5 Lessons for Staying Active from Those Who Live to 100
There are many factors that can go into a long, healthy life—and what better place to start than by adopting the habits from those already living a long and healthy life? Let’s take a look at the exercise habits practiced by people living happily into their hundreds, in parts of the world known as “Blue Zones.”
In the past two articles in this series, we learned about people who live in Blue Zones (areas in the world where there is a high rate of centenarians) and how cultivating a healthy diet and having a purpose are two of the factors that are involved in their longevity.
This series of articles is based on a 2004 study led by author and explorer Dan Buettner. Along with anthropologists, demographers, epidemiologists, and other researchers, Buettner traveled around the world to examine communities with high percentages of people living into their hundreds. They identified the following five spots, now referenced as the “Blue Zones,” where there is a high rate of centenarians:
- Loma Linda, U.S.
- Nicoya, Costa Rica
- Sardinia, Italy
- Ikaria, Greece
- Okinawa, Japan
Buettner and the researchers found that seniors in these widely separated regions share a number of key habits, despite many differences in backgrounds and beliefs. These universal healthy habits can be broken down into the following:
This article will focus on the third factor: Staying active.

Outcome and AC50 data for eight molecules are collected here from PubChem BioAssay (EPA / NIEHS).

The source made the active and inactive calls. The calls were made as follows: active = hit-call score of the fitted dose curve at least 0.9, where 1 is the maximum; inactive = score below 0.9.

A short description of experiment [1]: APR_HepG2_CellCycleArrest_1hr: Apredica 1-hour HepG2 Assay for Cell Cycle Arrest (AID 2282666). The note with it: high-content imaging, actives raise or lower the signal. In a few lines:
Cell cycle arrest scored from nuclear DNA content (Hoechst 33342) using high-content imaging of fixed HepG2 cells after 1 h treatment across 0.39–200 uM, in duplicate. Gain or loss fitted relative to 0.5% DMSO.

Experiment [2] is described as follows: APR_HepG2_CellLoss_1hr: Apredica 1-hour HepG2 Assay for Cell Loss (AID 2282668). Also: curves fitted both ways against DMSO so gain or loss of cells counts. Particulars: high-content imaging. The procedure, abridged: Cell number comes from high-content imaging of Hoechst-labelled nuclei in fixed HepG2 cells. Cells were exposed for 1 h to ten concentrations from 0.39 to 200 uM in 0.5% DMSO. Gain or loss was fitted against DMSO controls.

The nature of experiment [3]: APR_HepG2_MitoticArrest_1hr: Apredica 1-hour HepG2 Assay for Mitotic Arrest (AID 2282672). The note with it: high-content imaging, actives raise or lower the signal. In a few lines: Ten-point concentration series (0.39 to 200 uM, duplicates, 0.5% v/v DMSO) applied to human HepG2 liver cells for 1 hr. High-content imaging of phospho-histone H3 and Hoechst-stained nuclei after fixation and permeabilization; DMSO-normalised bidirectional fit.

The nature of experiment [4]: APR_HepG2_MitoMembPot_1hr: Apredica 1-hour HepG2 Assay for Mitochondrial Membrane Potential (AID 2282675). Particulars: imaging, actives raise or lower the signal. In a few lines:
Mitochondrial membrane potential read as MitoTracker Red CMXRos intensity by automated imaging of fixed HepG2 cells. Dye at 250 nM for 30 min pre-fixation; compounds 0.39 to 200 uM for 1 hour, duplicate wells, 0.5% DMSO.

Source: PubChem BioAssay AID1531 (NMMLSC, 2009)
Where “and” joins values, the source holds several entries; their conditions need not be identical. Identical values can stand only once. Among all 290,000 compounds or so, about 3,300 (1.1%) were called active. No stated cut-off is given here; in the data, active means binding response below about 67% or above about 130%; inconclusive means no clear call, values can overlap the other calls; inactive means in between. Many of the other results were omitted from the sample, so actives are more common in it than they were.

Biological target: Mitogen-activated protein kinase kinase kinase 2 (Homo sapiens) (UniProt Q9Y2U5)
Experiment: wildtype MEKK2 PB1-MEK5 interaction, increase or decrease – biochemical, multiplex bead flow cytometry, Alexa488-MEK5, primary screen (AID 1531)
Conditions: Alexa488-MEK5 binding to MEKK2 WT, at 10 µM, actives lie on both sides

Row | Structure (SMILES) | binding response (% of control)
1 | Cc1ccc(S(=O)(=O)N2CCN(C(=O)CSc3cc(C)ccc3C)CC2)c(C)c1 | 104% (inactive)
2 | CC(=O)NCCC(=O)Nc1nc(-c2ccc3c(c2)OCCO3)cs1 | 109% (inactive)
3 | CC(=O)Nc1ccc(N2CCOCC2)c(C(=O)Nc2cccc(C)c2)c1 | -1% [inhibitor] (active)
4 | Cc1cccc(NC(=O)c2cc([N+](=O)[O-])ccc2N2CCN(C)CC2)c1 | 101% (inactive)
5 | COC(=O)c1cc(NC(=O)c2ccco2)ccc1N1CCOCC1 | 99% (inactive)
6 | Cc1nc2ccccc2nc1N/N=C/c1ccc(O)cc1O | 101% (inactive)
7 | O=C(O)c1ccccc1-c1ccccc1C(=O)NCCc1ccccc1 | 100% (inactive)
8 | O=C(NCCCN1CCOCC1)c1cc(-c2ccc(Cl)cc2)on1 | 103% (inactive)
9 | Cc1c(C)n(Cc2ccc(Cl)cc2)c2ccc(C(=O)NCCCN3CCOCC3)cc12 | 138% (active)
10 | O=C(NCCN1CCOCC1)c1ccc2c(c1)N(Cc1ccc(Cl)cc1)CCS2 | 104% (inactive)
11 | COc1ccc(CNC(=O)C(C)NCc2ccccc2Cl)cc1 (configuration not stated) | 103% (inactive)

The Benefits of Frequent Exercise
Exercise can come in many forms and intensities; here are some of its many benefits:
- It can help you live longer. Studies have shown that adults who engage in at least 150 minutes of moderate to vigorous activity each week live longer than inactive adults.
- It can help with weight loss. Exercising isn’t the fix-all to weight loss, but it is definitely part of the equation. Exercise burns calories, which helps you shed some weight.
- It helps build muscle and strong bones. Weight-bearing physical activity helps strengthen muscles and bones.
- It can increase your energy levels and improve your mood. According to studies in people suffering from chronic fatigue, engaging in regular, low-intensity exercise can boost your energy levels by 20 percent and decrease your fatigue by 65 percent.
- It can improve your memory and cognitive ability. Studies show that regular aerobic exercise has been found to protect the memory and boost thinking skills
- It can help you sleep better. Sufficient sleep is essential for optimum health, and it has been shown that exercise can help improve your sleeping habits.
Clearly, there are many important benefits to consistently staying active throughout life. If you’re looking for ways to get in some exercise throughout the day (other than hitting the gym), try these tips from centenarians to stay active.
Many Okinawan centenarians grow or once grew a garden. Gardening is a great practice for the mind, body, and soul; it is also an excellent form of daily physical activity and a potential source of fresh vegetables (which is part of eating healthy, another factor to living a long, healthy life).
You don’t need a green thumb to start gardening—anyone can try it. If you are looking to get started on growing your own garden, check out these tips.